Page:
Medical Contribution: Stephen J. Greenhouse, M.D.

prenatal vitaminds

Waiting until you’re pregnant to start taking a prenatal vitamin is common but not advised. Many women don’t have their first prenatal appointment with their doctor or start thinking about a prenatal vitamin until they are already 8 weeks pregnant. By this time, the most critical organs in the fetus, such as the heart, the brain, and the spinal cord have already been developed. Therefore, in order for a prenatal vitamin to have maximum impact, we tell our patients, if you are of reproductive age and having unprotected intercourse, you should take a daily prenatal supplement that includes a range of vitamins.

When you’re pregnant, your body needs a variety of vitamins and minerals to support a healthy baby. Of course, we recommend a balanced diet, but when pregnancy symptoms such as nausea and food cravings prevent you from making healthy food choices, a prenatal vitamin can help bridge the gap. Dr. Stephen Greenhouse of Shady Grove Fertility’s Fair Oaks, VA, location discuss the key ingredients to look for in a prenatal vitamin in the online article and why these nutrients are so important to maximizing the health of the pregnancy and the baby.

Folic Acid

This B-vitamin (B9) protects the baby’s neural tube, which becomes the brain and the spine. Folate is actually found in many foods that we eat such as beans, dark leafy greens, and citrus. This vitamin is most important in the first few weeks of conception and even before you know that you’re pregnant.  Because this is an essential vitamin, it’s recommended that women of childbearing age take vitamins regularly. Dr. Stephen Greenhouse says, “Women who take folic acid supplements have an up to 80% reduction in neural tube defects.” The U.S. Preventative Task Force recommends 400 to 800 mcg of folic acid a day.


“We’ve learned in grade school that calcium is good for your bones, but what you might not know is that it may also reduce the risk of preeclampsia or high blood pressure during pregnancy, which can lead to complications,” says Dr. Stephen Greenhouse. Most prenatal vitamins have a majority of your daily calcium, but not all. The rest of your calcium should come from foods that contain dairy, soy, almonds, and dark leafy greens. It’s recommended to have at least three servings of calcium-rich food each day and to look for prenatal vitamins that contain 1,200 to 1,500 mg of calcium.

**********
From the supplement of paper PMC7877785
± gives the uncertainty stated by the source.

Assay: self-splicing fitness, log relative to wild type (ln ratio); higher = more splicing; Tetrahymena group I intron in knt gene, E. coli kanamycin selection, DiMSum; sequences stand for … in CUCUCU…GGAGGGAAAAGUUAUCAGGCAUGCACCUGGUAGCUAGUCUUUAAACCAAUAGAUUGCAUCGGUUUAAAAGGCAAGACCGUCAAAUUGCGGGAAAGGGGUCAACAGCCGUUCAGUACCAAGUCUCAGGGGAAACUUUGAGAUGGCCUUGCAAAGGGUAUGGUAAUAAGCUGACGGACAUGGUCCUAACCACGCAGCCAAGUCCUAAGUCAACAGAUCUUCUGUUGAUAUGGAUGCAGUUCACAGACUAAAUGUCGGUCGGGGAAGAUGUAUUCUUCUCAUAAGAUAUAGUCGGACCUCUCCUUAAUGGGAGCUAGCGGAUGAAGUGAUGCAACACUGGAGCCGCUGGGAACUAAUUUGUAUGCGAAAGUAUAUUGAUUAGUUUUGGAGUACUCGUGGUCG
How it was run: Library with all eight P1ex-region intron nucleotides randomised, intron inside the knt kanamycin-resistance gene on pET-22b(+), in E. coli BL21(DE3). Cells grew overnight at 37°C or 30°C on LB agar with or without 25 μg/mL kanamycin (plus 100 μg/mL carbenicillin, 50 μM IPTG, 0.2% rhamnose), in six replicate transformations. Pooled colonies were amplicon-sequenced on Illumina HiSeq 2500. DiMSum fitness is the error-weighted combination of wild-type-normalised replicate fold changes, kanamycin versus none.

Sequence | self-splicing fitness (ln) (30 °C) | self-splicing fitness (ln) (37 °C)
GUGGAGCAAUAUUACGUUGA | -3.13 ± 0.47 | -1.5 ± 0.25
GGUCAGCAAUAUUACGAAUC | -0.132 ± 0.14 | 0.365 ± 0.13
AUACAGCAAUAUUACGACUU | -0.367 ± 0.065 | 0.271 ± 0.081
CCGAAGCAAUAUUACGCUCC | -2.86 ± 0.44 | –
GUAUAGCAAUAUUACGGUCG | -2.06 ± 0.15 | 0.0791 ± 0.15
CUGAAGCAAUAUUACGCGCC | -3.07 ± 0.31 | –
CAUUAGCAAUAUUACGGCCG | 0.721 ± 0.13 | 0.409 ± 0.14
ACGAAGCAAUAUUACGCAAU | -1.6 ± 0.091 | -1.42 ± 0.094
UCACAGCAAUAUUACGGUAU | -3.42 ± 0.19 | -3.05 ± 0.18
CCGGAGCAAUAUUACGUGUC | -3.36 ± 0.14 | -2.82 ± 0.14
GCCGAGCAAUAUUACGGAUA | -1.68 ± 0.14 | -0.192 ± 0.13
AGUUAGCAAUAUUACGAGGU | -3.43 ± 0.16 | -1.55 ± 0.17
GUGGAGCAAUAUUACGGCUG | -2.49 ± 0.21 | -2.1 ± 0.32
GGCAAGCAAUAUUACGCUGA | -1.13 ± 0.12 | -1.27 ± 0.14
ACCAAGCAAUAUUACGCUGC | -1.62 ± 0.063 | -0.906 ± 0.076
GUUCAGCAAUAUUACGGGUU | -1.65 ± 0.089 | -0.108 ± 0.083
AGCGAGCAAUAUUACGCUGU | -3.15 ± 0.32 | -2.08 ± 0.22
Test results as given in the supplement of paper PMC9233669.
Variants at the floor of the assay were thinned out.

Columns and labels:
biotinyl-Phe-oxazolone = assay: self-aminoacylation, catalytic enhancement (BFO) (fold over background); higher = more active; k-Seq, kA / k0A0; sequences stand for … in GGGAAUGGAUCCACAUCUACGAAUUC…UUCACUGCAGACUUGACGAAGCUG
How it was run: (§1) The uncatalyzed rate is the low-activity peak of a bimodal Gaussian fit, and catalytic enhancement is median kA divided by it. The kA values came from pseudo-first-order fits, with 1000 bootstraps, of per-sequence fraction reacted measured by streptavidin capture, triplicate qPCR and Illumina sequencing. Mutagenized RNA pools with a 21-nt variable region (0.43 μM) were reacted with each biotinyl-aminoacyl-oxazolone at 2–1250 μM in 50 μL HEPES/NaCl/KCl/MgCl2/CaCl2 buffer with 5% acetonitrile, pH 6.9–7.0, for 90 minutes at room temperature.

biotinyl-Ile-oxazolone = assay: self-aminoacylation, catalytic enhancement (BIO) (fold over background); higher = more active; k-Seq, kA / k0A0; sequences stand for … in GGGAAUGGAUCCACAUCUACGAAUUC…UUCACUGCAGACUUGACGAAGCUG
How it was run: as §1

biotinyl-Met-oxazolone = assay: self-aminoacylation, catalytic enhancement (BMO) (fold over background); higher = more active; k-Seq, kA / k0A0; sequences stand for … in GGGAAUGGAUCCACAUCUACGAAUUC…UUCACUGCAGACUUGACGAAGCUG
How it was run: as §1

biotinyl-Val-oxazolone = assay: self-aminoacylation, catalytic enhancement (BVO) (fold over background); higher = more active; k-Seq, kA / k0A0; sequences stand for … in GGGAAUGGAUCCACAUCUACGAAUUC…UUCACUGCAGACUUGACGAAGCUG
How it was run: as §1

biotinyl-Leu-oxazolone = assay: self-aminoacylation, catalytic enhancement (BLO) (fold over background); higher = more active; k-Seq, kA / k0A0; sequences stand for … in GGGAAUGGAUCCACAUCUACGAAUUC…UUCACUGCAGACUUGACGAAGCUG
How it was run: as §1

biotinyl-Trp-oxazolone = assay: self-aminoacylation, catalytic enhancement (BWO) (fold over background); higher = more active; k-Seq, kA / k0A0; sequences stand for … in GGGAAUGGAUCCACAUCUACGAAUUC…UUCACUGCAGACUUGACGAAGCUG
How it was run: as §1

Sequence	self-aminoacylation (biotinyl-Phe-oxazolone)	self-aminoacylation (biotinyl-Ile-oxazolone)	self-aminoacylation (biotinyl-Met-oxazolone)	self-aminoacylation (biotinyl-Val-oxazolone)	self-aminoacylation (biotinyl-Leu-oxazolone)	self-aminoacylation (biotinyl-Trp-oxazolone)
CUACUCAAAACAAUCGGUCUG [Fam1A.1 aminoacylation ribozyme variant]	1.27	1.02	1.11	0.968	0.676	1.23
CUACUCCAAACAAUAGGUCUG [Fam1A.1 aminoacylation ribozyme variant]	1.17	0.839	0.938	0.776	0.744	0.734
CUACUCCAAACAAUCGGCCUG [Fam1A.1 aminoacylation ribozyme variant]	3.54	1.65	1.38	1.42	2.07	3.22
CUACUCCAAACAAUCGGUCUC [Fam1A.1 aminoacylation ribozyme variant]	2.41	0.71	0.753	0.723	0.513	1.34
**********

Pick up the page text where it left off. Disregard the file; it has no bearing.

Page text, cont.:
Iron is needed to support your increased blood level supply as well as your baby’s. An iron supplement can protect against anemia, which can lead to increased fatigue and pregnancy complications. “Prenatal supplements with iron can be especially important for vegetarian moms-to-be since meat is one of the most concentrated sources,” says Greenhouse. It’s recommended to have a 30 mg of elemental iron per day.

Vitamin C

We think of vitamin C as the ingredient to stock up on when we are sick or feeling sick, but for pregnancy, this vitamin is important for tissue growth and still plays a role in your immunity. This vitamin is extremely important for pregnant women as it enhances the absorption of iron. The recommended daily dosage is 80 to 85 mg.

Vitamin D

This vitamin is found in fortified dairy products and fish. Vitamin D is so important because it is linked to building a strong immune system as well as increasing calcium absorption and bone health. Previous fertility studies have shown that women with normal vitamin D levels have higher rates of implantation as compared with women whose levels are low. If you are overweight, have dark skin, or limited sun exposure, you may be at risk for deficiency. “Ask your doctor to check your vitamin D levels, as prenatal vitamins don’t have enough dosage to help women with deficiency,” advises Greenhouse.


Omega-3 fatty acids EPA and DHA are important for fetal brain development during pregnancy, so many of the prenatal vitamins include them. The recommended dosage is between 100 to 300 mcg per day. Eating foods with omega-3 like fish, walnut, flax seeds, and canola oil are equally as important.


A 2014 study by the American Academy of Pediatrics showed that 1/3 of pregnant women don’t get enough iodine in their diet. Iodine is important in helping your body produce thyroid hormones that are critical for a baby’s brain development. Choose a prenatal vitamin with 150 mcg iodine during pregnancy and while breastfeeding.

What if I have side effects taking a prenatal vitamin?

It is not uncommon for people to have some trouble tolerating prenatal vitamins. Dr. Greenhouse provides tips for taking the vitamins to prevent any side effects.

  • Nausea: Instead of taking the vitamin in the morning, try taking it after dinner closer to bedtime.
  • Too big to swallow: Find a chewable prenatal vitamin over the counter or get a prescription from your doctor.
  • Constipation: Drink plenty of water and eat fiber-filled vegetables and whole grains—this should help get things moving.
  • Diarrhea: Some prenatal vitamins contain polyethylene glycol —a laxative ingredient to balance out constipation side effects. If you have a sensitive stomach, this may not be the right prenatal vitamin for you. Read the prenatal vitamin labels carefully.

For more information about preparing your body for a health pregnancy through prenatal vitamins and other healthy choices, or to schedule an appointment with one of our reproductive endocrinologists, please contact our New Patient Center at 888-971-7755.